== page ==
With three days to go for polls in the Bastar region of Chhattisgarh, left-wing extremists shot down four civilians and one Central Industrial Security Force (CISF) personnel in Dantewada district.
The Naxals also attacked a team of Congress workers that included Chhavendra Karma, the son of Salwa Judum founder Mahendra Karma, who was killed in an ambush in 2013.
The attack comes a day before the Prime Minister and the Congress President are scheduled to address rallies in and around Bastar, including Jagdalpur.
Workers of both national parties, the Bharatiya Janata Party (BJP) and the Congress, have stayed away from the village clusters in the interiors of Dantewada and Sukma, in the face of Naxal threats. They have called for a election boycott through posters, leaflets and graffiti.
'There are 212 voting centres, of which we can’t campaign in 62 because the police have warned us against it. The Naxals have issued shoot-at-sight orders against all BJP campaigners. In Sukma, we can’t even use loudspeakers because everyone is on the Naxals’ hit list. All we can do is quietly go and put posters and flags here and there,' said a senior BJP leader in Sukma.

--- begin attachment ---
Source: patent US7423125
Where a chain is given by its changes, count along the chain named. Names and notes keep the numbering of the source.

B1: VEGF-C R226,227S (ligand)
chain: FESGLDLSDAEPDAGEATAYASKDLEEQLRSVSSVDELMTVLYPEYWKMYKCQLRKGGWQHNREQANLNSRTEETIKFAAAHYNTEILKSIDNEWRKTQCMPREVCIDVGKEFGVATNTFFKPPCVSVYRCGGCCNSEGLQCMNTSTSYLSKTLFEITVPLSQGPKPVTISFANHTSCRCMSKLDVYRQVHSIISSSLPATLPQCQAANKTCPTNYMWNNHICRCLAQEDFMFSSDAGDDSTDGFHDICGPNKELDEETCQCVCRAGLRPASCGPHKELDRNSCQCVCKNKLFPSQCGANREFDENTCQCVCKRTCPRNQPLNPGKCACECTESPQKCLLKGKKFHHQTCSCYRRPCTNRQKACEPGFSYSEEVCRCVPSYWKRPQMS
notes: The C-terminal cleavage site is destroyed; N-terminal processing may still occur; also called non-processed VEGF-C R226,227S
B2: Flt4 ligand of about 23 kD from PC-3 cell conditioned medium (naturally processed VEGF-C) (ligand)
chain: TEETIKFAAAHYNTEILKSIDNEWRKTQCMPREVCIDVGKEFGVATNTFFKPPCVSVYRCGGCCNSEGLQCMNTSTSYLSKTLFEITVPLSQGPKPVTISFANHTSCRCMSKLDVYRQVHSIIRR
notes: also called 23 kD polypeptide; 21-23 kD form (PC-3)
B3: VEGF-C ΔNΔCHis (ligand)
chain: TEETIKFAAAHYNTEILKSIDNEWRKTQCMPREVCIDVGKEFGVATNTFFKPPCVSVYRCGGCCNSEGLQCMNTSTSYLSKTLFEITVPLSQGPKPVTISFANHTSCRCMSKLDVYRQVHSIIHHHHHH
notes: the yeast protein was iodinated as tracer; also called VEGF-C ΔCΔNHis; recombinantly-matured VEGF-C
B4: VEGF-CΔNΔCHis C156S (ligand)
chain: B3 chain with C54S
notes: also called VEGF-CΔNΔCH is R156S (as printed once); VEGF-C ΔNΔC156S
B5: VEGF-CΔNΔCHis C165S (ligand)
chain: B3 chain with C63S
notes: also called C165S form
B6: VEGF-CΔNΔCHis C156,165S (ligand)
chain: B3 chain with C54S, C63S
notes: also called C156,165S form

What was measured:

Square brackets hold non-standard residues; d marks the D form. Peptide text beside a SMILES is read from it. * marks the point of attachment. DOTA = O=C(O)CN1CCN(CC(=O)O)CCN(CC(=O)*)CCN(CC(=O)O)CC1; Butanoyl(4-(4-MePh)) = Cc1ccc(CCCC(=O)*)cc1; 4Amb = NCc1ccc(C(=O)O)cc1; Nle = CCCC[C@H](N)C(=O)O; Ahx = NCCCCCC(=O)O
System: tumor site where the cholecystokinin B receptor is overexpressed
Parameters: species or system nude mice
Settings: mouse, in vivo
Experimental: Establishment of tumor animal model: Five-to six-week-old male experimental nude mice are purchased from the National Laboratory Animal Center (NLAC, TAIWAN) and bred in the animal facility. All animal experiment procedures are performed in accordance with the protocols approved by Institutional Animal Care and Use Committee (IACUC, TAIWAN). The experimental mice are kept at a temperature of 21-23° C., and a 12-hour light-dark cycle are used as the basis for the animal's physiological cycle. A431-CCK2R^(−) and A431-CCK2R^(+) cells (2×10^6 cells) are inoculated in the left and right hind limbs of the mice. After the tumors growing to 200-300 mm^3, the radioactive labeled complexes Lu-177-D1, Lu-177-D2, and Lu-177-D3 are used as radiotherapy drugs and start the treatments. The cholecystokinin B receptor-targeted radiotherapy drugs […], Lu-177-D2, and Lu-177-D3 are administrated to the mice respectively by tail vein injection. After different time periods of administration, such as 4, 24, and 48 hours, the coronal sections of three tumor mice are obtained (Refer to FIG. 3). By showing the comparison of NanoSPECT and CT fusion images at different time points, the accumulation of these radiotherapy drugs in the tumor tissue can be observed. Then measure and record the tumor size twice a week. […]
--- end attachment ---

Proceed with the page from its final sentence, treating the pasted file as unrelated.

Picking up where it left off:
The BJP workers at an election centre in Sukma scrambled to wrap up election-related work before sundown, to avoid being targeted by Naxals, despite two gunmen provided by the state. In 2013, Naxals had killed the entire state leadership of the Congress in Jeeram Ghati, halfway between Jagdalpur and Sukma. They stabbed Mahendra Karma 78 times.
Karma’s wife, Devti Karma, is the Congress candidate from the Dantewada constituency. However, she is forced to stay within city limits. 'We cannot reach the people because we have been warned by the security forces that we are likely to be gunned down if we step out of this two-km radius. In areas such as Katekalyan and Kuakonda, people can’t even vote because there is a complete clampdown by Naxals,' she said.
Security personnel, who have been conducting area-domination exercises to ensure that there are no improvised explosive devices (IEDs) and also to keep Naxals at bay, say that the LWEs have upped their ante in the guerilla warfare.
'Their tactics involve laying down spikes, pressure bombs and IEDs on roads, deploying short action teams of 2-3 people to take down small groups, psychological warfare through false propaganda, and targeted ambushes against forces. We are trying to sensitize people on these issues and hope to outsmart the Naxals,' said Mr. Abhishek Pallav, the Dantewada superintendent of police.